"Star Trek Into Darkness."
"Star Trek Into Darkness." (AP)
"Star Trek Into Darkness" (PG-13, 132 minutes, in English and Klingon with subtitles, Paramount) : Bright, bold, playful and ingenious, action impresario J.J. Abrams' prequel to the classic 1960s television show (and subsequent film series) possesses equal amounts of respect and cheek. The nervy reboot can be summed up as a triumph of casting. From the moment Chris Pine, Zachary Quinto and Zoe Saldana showed up in Abrams' "Star Trek" four years ago, it was clear he had found the right actors to portray Capt. James Kirk, First Officer Spock and Communications Officer Uhura in their years as Starfleet rookies. With every raised eyebrow and vocal inflection, the ensemble of superb young actors inhabit their characters with uncanny ease. In "Darkness," the USS Enterprise crew is back - including ship doctor "Bones" McCoy (Karl Urban), chief engineer Scotty (Simon Pegg), Chekov (Anton Yelchin) and Sulu (John Cho). But the casting coup is Benedict Cumberbatch ("Sherlock," "War Horse"), a villain on the cusp of becoming a legendary nemesis. As gratifying as it is to watch Kirk, Spock and their colleagues develop the camaraderie that would so optimistically anticipate a multicultural world, "Star Trek Into Darkness" derives its ballast, and most of its menacing pleasure, from Cumberbatch, who takes tantalizing ownership of a role with near-limitless future prospects for evil mayhem. Contains intense sequences of sci-fi action and violence.


Blu-ray extras: "Creating the Red Planet" featurette, "Attack on Starfleet" behind-the-scenes featurette, "The Klingon Home World" featurette, "The Enemy of My Enemy" featurette, "Ship to Ship" visual effects featurette, "Brawl by the Bay" preparation for the film's climax, "Continuing the Mission," an inspiring look at the partnership between the film's crew and a veterans organization.
This 2007 photo released by Extreme Ice Survey shows James Balog installing a "cliff" camera at Columbia Glacier in Alaska for the film,
This 2007 photo released by Extreme Ice Survey shows James Balog installing a "cliff" camera at Columbia Glacier in Alaska for the film, "Chasing Ice." The film, about climate change, follows Balog across the Arctic as he deploys revolutionary time-lapse cameras designed to capture a multi-year record of the world's changing glaciers. ((AP Photo/Extreme Ice Survey))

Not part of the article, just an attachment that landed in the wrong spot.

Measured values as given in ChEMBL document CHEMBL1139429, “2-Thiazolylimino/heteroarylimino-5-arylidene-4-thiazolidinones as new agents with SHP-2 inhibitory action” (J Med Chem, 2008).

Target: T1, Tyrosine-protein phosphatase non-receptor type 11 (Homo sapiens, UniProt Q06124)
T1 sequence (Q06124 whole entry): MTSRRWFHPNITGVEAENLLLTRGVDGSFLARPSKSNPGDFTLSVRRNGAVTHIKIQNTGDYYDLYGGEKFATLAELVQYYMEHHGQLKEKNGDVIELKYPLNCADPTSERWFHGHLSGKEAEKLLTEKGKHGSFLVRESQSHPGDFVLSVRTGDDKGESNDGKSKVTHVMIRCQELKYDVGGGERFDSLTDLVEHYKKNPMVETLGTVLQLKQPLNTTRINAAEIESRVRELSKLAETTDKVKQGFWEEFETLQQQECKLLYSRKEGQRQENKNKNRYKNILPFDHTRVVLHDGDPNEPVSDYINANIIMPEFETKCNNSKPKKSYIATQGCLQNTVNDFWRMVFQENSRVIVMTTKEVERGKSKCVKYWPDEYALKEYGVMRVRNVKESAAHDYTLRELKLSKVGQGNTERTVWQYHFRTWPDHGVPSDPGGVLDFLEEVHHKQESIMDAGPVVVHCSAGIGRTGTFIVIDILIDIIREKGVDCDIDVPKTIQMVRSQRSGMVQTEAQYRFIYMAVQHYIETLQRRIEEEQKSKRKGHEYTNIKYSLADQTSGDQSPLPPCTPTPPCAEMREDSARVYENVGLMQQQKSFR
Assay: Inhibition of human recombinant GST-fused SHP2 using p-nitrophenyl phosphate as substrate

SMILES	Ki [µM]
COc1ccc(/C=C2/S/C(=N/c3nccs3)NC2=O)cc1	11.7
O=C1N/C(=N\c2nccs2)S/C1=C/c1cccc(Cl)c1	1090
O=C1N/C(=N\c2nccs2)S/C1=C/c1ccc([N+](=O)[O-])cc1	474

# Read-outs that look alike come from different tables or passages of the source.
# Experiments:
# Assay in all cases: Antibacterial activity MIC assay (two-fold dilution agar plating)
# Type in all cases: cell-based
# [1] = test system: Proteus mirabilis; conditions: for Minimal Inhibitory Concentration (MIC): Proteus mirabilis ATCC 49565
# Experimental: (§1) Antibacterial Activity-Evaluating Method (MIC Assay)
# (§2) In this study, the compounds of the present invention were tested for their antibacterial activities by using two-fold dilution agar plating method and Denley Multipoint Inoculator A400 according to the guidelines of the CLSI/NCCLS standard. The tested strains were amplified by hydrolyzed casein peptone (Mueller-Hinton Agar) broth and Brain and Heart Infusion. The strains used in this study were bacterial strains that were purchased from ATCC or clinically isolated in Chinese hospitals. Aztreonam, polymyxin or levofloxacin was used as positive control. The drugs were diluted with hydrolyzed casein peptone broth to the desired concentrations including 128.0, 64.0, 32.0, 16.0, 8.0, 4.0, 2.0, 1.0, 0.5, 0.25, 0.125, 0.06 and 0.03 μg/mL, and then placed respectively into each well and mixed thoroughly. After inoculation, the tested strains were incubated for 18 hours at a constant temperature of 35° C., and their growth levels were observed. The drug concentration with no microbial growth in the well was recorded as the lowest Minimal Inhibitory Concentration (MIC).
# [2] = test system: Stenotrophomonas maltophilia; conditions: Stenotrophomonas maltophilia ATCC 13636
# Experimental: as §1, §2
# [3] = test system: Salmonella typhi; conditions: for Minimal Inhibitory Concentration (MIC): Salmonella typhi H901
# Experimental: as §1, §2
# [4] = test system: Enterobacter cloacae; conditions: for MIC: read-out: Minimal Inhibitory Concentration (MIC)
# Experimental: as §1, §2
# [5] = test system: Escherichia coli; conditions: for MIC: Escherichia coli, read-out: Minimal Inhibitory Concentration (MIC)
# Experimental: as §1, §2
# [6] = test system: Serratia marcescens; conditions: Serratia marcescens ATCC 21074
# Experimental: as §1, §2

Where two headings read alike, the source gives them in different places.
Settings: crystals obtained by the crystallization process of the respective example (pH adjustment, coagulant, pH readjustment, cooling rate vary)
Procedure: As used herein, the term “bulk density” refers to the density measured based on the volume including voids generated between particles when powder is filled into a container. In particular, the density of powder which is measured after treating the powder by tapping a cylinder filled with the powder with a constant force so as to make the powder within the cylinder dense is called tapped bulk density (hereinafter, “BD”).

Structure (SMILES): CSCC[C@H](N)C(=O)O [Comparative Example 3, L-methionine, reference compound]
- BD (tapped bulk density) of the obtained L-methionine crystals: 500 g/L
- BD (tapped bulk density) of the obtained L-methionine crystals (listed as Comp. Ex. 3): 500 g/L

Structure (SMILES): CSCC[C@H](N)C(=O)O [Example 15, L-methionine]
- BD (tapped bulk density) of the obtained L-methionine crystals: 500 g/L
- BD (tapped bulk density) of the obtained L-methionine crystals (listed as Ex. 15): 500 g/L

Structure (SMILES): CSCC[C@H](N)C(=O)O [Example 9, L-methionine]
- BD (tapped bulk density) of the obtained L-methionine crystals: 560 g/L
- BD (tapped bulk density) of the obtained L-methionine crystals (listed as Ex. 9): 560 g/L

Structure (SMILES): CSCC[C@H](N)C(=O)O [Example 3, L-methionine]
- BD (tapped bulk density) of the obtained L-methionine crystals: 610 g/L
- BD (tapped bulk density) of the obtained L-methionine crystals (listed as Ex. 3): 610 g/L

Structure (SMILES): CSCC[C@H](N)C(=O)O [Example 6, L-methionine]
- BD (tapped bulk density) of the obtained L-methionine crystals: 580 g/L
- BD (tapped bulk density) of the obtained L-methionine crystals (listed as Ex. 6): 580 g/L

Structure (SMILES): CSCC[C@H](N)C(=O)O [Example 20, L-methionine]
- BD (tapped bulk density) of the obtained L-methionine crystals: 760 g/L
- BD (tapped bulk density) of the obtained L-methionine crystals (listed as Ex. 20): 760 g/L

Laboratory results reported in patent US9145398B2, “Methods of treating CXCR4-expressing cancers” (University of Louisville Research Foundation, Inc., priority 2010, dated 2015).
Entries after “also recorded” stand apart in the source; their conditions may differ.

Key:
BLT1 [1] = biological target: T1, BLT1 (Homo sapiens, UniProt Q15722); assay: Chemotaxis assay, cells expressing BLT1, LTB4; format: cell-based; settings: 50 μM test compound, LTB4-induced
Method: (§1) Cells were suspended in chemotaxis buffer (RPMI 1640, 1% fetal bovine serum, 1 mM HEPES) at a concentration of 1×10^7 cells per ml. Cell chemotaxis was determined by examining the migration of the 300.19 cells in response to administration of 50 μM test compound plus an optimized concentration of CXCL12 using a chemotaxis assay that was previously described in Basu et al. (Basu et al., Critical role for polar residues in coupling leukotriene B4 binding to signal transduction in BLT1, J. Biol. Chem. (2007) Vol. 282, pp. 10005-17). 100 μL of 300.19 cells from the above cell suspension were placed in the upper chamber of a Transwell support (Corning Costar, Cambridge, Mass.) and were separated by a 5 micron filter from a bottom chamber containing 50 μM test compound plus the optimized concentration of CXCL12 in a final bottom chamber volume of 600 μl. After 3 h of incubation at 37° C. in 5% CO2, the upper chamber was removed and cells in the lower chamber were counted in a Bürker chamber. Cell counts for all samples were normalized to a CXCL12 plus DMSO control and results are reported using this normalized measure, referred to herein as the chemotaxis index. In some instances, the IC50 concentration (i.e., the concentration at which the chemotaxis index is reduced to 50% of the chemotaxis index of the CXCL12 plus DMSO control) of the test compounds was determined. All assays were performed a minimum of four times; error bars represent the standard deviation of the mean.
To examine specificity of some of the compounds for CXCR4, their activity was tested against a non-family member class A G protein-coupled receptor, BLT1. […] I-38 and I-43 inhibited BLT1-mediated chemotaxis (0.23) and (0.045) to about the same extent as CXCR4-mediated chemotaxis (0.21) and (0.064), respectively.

"Love Is All You Need" (R, 110 minutes, Sony): If for some reason you were hoodwinked into seeing "The Big Wedding," maybe it's time for a small one: The slight, modestly absorbing "Love Is All You Need" trots out some conceits and conventions similar to its overstuffed Hollywood cousin, but does so with such tenderness that it feels like a healing balm. Filmmaker Susanne Bier won an Oscar a few years ago for "In a Better World," her haunting meditation on violence. She positions "Love Is All You Need" as a 180-degree turn into romantic comedy, but there aren't many laugh-out-loud moments to be had here. Ida (Trine Dyrholm), a middle-aged hairdresser in Copenhagen, is grappling with crises both medical and marital when she embarks on a trip to Italy for the wedding of her daughter, Astrid. Philip (Pierce Brosnan), a widowed fruit-and-vegetable magnate, is making the same journey. "Love Is All You Need" centers mostly on the busy wedding weekend - which transpires in an elegantly shabby villa in a picturesque seaside town - and the emotions that roil beneath the happy surface, having to do with betrayal, unrequited passion, regret and at least one case of unresolved sexual orientation. There are few surprises in "Love Is All You Need," other than the understated way Bier treats moments that in mainstream cinema would be overplayed and underlined (and italicized in case you missed the point). Like the lemons that appear throughout the film as a visual and thematic motif, "Love Is All You Need" embraces the bitter with the sweet. Its idea of escapist romantic fantasy is to recognize the most sour of life's circumstances and simply make lemonade.Contains brief sexuality, nudity and some profanity. Extras: Commentary with Brosnan and Bier; Q&A with Brosnan, Dyrholm, Bier and Anders Thomas Jensen; behind-the-scenes featurette with Dyrholm; cast interviews from the 2012 Venice Film Festival.